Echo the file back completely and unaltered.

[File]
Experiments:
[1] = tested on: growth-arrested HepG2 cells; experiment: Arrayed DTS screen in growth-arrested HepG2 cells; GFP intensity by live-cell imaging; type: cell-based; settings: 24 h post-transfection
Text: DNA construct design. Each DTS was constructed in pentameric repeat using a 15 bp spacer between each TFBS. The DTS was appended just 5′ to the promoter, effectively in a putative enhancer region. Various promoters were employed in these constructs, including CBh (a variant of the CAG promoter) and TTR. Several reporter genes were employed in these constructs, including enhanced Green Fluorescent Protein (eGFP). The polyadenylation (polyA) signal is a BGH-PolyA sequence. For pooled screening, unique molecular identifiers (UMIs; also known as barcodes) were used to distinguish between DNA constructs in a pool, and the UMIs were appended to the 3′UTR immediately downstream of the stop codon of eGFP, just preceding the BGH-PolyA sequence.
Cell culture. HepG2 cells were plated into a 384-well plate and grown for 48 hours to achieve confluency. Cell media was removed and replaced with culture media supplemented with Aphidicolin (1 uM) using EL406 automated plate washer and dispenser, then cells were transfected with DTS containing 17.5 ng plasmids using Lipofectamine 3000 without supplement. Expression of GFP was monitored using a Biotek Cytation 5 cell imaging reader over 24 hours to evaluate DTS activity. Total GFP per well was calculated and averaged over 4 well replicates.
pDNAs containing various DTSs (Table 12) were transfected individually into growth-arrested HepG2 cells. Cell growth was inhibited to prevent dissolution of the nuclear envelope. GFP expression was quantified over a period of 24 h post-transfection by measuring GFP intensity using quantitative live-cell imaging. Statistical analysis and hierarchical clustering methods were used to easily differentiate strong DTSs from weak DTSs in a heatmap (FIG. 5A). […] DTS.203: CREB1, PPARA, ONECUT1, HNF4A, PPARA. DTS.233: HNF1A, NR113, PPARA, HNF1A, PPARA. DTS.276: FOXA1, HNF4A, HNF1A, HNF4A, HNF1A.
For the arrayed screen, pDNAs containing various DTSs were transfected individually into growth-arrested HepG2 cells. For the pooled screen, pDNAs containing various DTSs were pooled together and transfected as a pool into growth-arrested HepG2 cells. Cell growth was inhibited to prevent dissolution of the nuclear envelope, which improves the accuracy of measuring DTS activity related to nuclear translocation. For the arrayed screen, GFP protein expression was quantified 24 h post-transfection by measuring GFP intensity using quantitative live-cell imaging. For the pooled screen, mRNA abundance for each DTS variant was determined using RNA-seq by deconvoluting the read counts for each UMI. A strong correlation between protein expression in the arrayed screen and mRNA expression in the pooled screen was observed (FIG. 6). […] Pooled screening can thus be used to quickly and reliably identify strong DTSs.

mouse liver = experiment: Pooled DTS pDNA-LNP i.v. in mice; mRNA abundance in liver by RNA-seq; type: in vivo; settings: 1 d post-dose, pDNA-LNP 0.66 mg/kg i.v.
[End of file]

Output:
Experiments:
[1] = tested on: growth-arrested HepG2 cells; experiment: Arrayed DTS screen in growth-arrested HepG2 cells; GFP intensity by live-cell imaging; type: cell-based; settings: 24 h post-transfection
Text: DNA construct design. Each DTS was constructed in pentameric repeat using a 15 bp spacer between each TFBS. The DTS was appended just 5′ to the promoter, effectively in a putative enhancer region. Various promoters were employed in these constructs, including CBh (a variant of the CAG promoter) and TTR. Several reporter genes were employed in these constructs, including enhanced Green Fluorescent Protein (eGFP). The polyadenylation (polyA) signal is a BGH-PolyA sequence. For pooled screening, unique molecular identifiers (UMIs; also known as barcodes) were used to distinguish between DNA constructs in a pool, and the UMIs were appended to the 3′UTR immediately downstream of the stop codon of eGFP, just preceding the BGH-PolyA sequence.
Cell culture. HepG2 cells were plated into a 384-well plate and grown for 48 hours to achieve confluency. Cell media was removed and replaced with culture media supplemented with Aphidicolin (1 uM) using EL406 automated plate washer and dispenser, then cells were transfected with DTS containing 17.5 ng plasmids using Lipofectamine 3000 without supplement. Expression of GFP was monitored using a Biotek Cytation 5 cell imaging reader over 24 hours to evaluate DTS activity. Total GFP per well was calculated and averaged over 4 well replicates.
pDNAs containing various DTSs (Table 12) were transfected individually into growth-arrested HepG2 cells. Cell growth was inhibited to prevent dissolution of the nuclear envelope. GFP expression was quantified over a period of 24 h post-transfection by measuring GFP intensity using quantitative live-cell imaging. Statistical analysis and hierarchical clustering methods were used to easily differentiate strong DTSs from weak DTSs in a heatmap (FIG. 5A). […] DTS.203: CREB1, PPARA, ONECUT1, HNF4A, PPARA. DTS.233: HNF1A, NR113, PPARA, HNF1A, PPARA. DTS.276: FOXA1, HNF4A, HNF1A, HNF4A, HNF1A.
For the arrayed screen, pDNAs containing various DTSs were transfected individually into growth-arrested HepG2 cells. For the pooled screen, pDNAs containing various DTSs were pooled together and transfected as a pool into growth-arrested HepG2 cells. Cell growth was inhibited to prevent dissolution of the nuclear envelope, which improves the accuracy of measuring DTS activity related to nuclear translocation. For the arrayed screen, GFP protein expression was quantified 24 h post-transfection by measuring GFP intensity using quantitative live-cell imaging. For the pooled screen, mRNA abundance for each DTS variant was determined using RNA-seq by deconvoluting the read counts for each UMI. A strong correlation between protein expression in the arrayed screen and mRNA expression in the pooled screen was observed (FIG. 6). […] Pooled screening can thus be used to quickly and reliably identify strong DTSs.

mouse liver = experiment: Pooled DTS pDNA-LNP i.v. in mice; mRNA abundance in liver by RNA-seq; type: in vivo; settings: 1 d post-dose, pDNA-LNP 0.66 mg/kg i.v.